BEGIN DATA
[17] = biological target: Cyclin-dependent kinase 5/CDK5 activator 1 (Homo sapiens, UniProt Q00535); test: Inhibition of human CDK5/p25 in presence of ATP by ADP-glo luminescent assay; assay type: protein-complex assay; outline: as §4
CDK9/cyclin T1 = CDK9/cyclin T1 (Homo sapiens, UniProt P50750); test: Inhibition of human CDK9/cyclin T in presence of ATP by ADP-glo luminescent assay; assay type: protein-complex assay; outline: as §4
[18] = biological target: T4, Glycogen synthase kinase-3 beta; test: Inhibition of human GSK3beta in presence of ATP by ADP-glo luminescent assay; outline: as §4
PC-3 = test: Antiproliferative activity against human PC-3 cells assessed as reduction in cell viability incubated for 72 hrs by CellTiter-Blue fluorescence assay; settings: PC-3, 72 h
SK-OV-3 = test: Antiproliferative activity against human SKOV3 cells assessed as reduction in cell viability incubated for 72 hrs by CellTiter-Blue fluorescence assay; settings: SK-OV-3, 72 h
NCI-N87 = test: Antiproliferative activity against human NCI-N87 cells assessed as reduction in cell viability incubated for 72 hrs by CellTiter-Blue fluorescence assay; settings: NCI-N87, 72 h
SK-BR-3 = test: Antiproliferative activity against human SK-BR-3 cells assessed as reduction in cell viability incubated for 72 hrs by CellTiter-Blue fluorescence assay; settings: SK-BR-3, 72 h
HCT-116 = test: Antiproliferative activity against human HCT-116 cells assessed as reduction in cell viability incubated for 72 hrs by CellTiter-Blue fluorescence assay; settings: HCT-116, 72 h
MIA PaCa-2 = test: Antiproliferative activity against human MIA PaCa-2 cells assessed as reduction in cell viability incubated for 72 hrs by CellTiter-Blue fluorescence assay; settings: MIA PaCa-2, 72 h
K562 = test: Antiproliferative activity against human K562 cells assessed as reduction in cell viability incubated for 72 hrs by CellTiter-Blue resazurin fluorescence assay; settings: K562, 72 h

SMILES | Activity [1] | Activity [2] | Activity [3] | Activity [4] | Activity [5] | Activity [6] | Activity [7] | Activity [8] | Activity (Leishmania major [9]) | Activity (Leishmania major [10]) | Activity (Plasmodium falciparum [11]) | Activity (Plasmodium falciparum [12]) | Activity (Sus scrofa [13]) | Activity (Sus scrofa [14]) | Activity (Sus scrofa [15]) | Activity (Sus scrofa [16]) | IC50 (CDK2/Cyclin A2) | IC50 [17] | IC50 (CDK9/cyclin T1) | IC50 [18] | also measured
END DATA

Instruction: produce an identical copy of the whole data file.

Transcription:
[17] = biological target: Cyclin-dependent kinase 5/CDK5 activator 1 (Homo sapiens, UniProt Q00535); test: Inhibition of human CDK5/p25 in presence of ATP by ADP-glo luminescent assay; assay type: protein-complex assay; outline: as §4
CDK9/cyclin T1 = CDK9/cyclin T1 (Homo sapiens, UniProt P50750); test: Inhibition of human CDK9/cyclin T in presence of ATP by ADP-glo luminescent assay; assay type: protein-complex assay; outline: as §4
[18] = biological target: T4, Glycogen synthase kinase-3 beta; test: Inhibition of human GSK3beta in presence of ATP by ADP-glo luminescent assay; outline: as §4
PC-3 = test: Antiproliferative activity against human PC-3 cells assessed as reduction in cell viability incubated for 72 hrs by CellTiter-Blue fluorescence assay; settings: PC-3, 72 h
SK-OV-3 = test: Antiproliferative activity against human SKOV3 cells assessed as reduction in cell viability incubated for 72 hrs by CellTiter-Blue fluorescence assay; settings: SK-OV-3, 72 h
NCI-N87 = test: Antiproliferative activity against human NCI-N87 cells assessed as reduction in cell viability incubated for 72 hrs by CellTiter-Blue fluorescence assay; settings: NCI-N87, 72 h
SK-BR-3 = test: Antiproliferative activity against human SK-BR-3 cells assessed as reduction in cell viability incubated for 72 hrs by CellTiter-Blue fluorescence assay; settings: SK-BR-3, 72 h
HCT-116 = test: Antiproliferative activity against human HCT-116 cells assessed as reduction in cell viability incubated for 72 hrs by CellTiter-Blue fluorescence assay; settings: HCT-116, 72 h
MIA PaCa-2 = test: Antiproliferative activity against human MIA PaCa-2 cells assessed as reduction in cell viability incubated for 72 hrs by CellTiter-Blue fluorescence assay; settings: MIA PaCa-2, 72 h
K562 = test: Antiproliferative activity against human K562 cells assessed as reduction in cell viability incubated for 72 hrs by CellTiter-Blue resazurin fluorescence assay; settings: K562, 72 h

SMILES | Activity [1] | Activity [2] | Activity [3] | Activity [4] | Activity [5] | Activity [6] | Activity [7] | Activity [8] | Activity (Leishmania major [9]) | Activity (Leishmania major [10]) | Activity (Plasmodium falciparum [11]) | Activity (Plasmodium falciparum [12]) | Activity (Sus scrofa [13]) | Activity (Sus scrofa [14]) | Activity (Sus scrofa [15]) | Activity (Sus scrofa [16]) | IC50 (CDK2/Cyclin A2) | IC50 [17] | IC50 (CDK9/cyclin T1) | IC50 [18] | also measured